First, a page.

The COVID-19 pandemic compressed a decade of healthcare transformation into mere months.
Healthcare leaders have been challenged with rethinking every aspect of the business, from how care is delivered to planning for the workforce needs of the future. At the same time, consumers continue to be a driving force in shaping healthcare’s mission. Today’s healthcare consumer wants an affordable, accessible and personalized experience, in which healthcare providers match the right procedures, drugs and devices to a patient’s individual needs.
This confluence of events has placed even greater pressure on healthcare organizations to deliver high-quality service, but at a lower cost and on a patient’s terms. As we continue down the value-based care path, one overlooked opportunity is the redesign of the healthcare supply chain.
During the pandemic, supply chain leaders worked the front lines alongside clinicians, suppliers and other stakeholders to address questions around resiliency, product availability and safe substitutions. We also saw supply chain teams assume increased responsibility to drive savings initiatives that would offset the costs incurred during the pandemic, ensuring that healthcare organizations could continue to serve their communities. In short, the pandemic demonstrated the untapped power of the healthcare ecosystem, and more importantly, supply chain’s critical role as a change agent.
As the industry plans for its future, we have an opportunity to harness this ingenuity to address the challenges associated with the shift to value-based care. In particular, the industry can and should lean on supply chain expertise and resourcefulness. For supply chain professionals, the near-term focus should be on the redesign of the healthcare supply chain, coupling proven supply chain approaches with advanced technology and automated processes to create a modern supply chain system capable of successfully supporting a value-based care model — one that increasingly revolves around improved patient satisfaction, safety and outcomes.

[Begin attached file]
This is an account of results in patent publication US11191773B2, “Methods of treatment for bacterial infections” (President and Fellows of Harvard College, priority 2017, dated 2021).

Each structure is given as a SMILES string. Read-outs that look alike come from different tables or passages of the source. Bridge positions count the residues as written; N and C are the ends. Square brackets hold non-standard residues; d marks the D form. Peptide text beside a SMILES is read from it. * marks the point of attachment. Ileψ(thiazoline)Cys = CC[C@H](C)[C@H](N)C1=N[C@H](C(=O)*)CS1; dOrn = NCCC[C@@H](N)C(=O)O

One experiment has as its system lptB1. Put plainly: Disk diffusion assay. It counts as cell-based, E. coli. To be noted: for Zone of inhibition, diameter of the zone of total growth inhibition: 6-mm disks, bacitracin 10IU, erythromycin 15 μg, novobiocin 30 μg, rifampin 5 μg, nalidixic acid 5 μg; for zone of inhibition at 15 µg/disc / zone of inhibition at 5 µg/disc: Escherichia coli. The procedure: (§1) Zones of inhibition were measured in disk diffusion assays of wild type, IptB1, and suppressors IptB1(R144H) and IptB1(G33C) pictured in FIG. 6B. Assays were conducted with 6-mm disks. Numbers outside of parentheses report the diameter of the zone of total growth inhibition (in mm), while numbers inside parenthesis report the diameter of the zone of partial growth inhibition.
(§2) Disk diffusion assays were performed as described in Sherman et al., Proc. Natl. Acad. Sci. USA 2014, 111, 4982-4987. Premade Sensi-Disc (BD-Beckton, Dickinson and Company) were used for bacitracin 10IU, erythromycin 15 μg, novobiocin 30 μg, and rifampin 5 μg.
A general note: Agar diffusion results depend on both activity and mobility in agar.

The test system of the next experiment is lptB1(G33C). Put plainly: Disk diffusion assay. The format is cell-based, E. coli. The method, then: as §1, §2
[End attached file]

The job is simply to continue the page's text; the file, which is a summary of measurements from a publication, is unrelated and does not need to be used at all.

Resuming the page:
Here are a few ways modern supply chain management will play an increasingly critical role in supporting the goals of value-based care:
Data will become a competitive advantage. Value-based care requires healthcare organizations and physicians to assume more financial risk for patient outcomes. That makes it essential to understand the total cost of care. For years, supply costs have been a blind spot for many healthcare organizations, yet they are fundamental to understanding the total cost of care. Without this data, hospitals struggle to accurately evaluate profit margins for a particular service line, or identify opportunities for cost savings and performance improvement initiatives.
In a value-based care environment, supply chain data must become ubiquitous. Organizations must gather accurate cost, utilization and outcomes data to drive informed decision-making and understand the full cost associated with managing patient care. In addition, organizations must ensure this information doesn’t reside solely in the enterprise resource planning (ERP) system. The data needs to be shared across multiple hospital operating systems. It’s imperative to tap into the wealth of healthcare data to understand how a product is used, and directly link the use of that product to patient outcomes.